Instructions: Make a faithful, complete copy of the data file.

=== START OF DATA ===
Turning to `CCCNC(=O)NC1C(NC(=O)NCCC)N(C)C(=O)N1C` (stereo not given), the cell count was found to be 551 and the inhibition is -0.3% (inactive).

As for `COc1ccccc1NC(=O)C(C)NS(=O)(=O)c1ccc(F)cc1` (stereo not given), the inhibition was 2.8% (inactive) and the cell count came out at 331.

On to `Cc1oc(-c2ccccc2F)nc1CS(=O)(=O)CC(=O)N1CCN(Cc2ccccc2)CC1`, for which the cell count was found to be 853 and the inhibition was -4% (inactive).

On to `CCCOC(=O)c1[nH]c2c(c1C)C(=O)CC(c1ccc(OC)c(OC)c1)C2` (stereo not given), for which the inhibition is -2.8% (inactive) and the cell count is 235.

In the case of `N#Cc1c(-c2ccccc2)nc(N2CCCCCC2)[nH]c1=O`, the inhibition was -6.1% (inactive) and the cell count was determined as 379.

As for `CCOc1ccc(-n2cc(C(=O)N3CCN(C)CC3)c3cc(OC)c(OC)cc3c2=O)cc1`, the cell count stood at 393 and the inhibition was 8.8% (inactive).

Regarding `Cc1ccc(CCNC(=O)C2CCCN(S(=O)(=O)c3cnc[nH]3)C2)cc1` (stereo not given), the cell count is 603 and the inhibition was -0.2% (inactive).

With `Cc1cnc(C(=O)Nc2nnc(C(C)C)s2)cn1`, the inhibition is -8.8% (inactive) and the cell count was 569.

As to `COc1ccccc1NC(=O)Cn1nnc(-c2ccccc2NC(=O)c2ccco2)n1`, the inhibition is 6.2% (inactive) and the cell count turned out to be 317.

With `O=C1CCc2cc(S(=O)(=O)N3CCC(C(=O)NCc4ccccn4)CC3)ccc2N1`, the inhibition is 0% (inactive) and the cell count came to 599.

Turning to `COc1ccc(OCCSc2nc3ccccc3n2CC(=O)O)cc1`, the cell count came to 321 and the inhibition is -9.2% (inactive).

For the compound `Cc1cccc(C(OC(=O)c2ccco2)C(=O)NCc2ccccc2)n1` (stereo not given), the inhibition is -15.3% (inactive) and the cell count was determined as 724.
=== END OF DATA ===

Turning to `CCCNC(=O)NC1C(NC(=O)NCCC)N(C)C(=O)N1C` (stereo not given), the cell count was found to be 551 and the inhibition is -0.3% (inactive).

As for `COc1ccccc1NC(=O)C(C)NS(=O)(=O)c1ccc(F)cc1` (stereo not given), the inhibition was 2.8% (inactive) and the cell count came out at 331.

On to `Cc1oc(-c2ccccc2F)nc1CS(=O)(=O)CC(=O)N1CCN(Cc2ccccc2)CC1`, for which the cell count was found to be 853 and the inhibition was -4% (inactive).

On to `CCCOC(=O)c1[nH]c2c(c1C)C(=O)CC(c1ccc(OC)c(OC)c1)C2` (stereo not given), for which the inhibition is -2.8% (inactive) and the cell count is 235.

In the case of `N#Cc1c(-c2ccccc2)nc(N2CCCCCC2)[nH]c1=O`, the inhibition was -6.1% (inactive) and the cell count was determined as 379.

As for `CCOc1ccc(-n2cc(C(=O)N3CCN(C)CC3)c3cc(OC)c(OC)cc3c2=O)cc1`, the cell count stood at 393 and the inhibition was 8.8% (inactive).

Regarding `Cc1ccc(CCNC(=O)C2CCCN(S(=O)(=O)c3cnc[nH]3)C2)cc1` (stereo not given), the cell count is 603 and the inhibition was -0.2% (inactive).

With `Cc1cnc(C(=O)Nc2nnc(C(C)C)s2)cn1`, the inhibition is -8.8% (inactive) and the cell count was 569.

As to `COc1ccccc1NC(=O)Cn1nnc(-c2ccccc2NC(=O)c2ccco2)n1`, the inhibition is 6.2% (inactive) and the cell count turned out to be 317.

With `O=C1CCc2cc(S(=O)(=O)N3CCC(C(=O)NCc4ccccn4)CC3)ccc2N1`, the inhibition is 0% (inactive) and the cell count came to 599.

Turning to `COc1ccc(OCCSc2nc3ccccc3n2CC(=O)O)cc1`, the cell count came to 321 and the inhibition is -9.2% (inactive).

For the compound `Cc1cccc(C(OC(=O)c2ccco2)C(=O)NCc2ccccc2)n1` (stereo not given), the inhibition is -15.3% (inactive) and the cell count was determined as 724.